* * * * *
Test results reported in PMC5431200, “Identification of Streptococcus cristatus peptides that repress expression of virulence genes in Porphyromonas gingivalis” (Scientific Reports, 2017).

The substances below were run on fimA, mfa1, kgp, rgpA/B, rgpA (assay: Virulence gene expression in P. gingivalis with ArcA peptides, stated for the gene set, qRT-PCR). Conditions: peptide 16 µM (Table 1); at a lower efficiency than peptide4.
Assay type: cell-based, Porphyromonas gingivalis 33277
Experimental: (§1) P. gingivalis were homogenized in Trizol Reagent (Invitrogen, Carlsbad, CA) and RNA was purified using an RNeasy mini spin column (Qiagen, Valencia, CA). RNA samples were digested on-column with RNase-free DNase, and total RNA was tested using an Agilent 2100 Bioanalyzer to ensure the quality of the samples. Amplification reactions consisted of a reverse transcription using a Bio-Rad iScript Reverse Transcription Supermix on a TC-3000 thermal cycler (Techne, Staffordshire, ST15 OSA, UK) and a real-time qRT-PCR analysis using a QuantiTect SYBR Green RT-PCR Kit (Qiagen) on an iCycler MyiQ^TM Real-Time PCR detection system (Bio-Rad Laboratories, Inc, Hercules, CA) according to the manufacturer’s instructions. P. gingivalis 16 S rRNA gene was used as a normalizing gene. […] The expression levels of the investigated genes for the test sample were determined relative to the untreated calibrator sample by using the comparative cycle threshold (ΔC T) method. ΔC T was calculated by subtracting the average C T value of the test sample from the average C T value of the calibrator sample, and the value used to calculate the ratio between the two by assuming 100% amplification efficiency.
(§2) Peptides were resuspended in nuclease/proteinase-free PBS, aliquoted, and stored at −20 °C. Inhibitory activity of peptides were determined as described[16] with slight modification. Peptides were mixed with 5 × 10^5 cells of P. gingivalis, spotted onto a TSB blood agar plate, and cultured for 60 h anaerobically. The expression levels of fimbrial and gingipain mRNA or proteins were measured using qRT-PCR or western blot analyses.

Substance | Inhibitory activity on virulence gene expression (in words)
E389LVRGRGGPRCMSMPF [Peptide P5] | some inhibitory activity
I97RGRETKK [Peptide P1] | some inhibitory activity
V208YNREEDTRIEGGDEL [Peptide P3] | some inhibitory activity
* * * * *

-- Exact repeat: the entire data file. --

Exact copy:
Test results reported in PMC5431200, “Identification of Streptococcus cristatus peptides that repress expression of virulence genes in Porphyromonas gingivalis” (Scientific Reports, 2017).

The substances below were run on fimA, mfa1, kgp, rgpA/B, rgpA (assay: Virulence gene expression in P. gingivalis with ArcA peptides, stated for the gene set, qRT-PCR). Conditions: peptide 16 µM (Table 1); at a lower efficiency than peptide4.
Assay type: cell-based, Porphyromonas gingivalis 33277
Experimental: (§1) P. gingivalis were homogenized in Trizol Reagent (Invitrogen, Carlsbad, CA) and RNA was purified using an RNeasy mini spin column (Qiagen, Valencia, CA). RNA samples were digested on-column with RNase-free DNase, and total RNA was tested using an Agilent 2100 Bioanalyzer to ensure the quality of the samples. Amplification reactions consisted of a reverse transcription using a Bio-Rad iScript Reverse Transcription Supermix on a TC-3000 thermal cycler (Techne, Staffordshire, ST15 OSA, UK) and a real-time qRT-PCR analysis using a QuantiTect SYBR Green RT-PCR Kit (Qiagen) on an iCycler MyiQ^TM Real-Time PCR detection system (Bio-Rad Laboratories, Inc, Hercules, CA) according to the manufacturer’s instructions. P. gingivalis 16 S rRNA gene was used as a normalizing gene. […] The expression levels of the investigated genes for the test sample were determined relative to the untreated calibrator sample by using the comparative cycle threshold (ΔC T) method. ΔC T was calculated by subtracting the average C T value of the test sample from the average C T value of the calibrator sample, and the value used to calculate the ratio between the two by assuming 100% amplification efficiency.
(§2) Peptides were resuspended in nuclease/proteinase-free PBS, aliquoted, and stored at −20 °C. Inhibitory activity of peptides were determined as described[16] with slight modification. Peptides were mixed with 5 × 10^5 cells of P. gingivalis, spotted onto a TSB blood agar plate, and cultured for 60 h anaerobically. The expression levels of fimbrial and gingipain mRNA or proteins were measured using qRT-PCR or western blot analyses.

Substance | Inhibitory activity on virulence gene expression (in words)
E389LVRGRGGPRCMSMPF [Peptide P5] | some inhibitory activity
I97RGRETKK [Peptide P1] | some inhibitory activity
V208YNREEDTRIEGGDEL [Peptide P3] | some inhibitory activity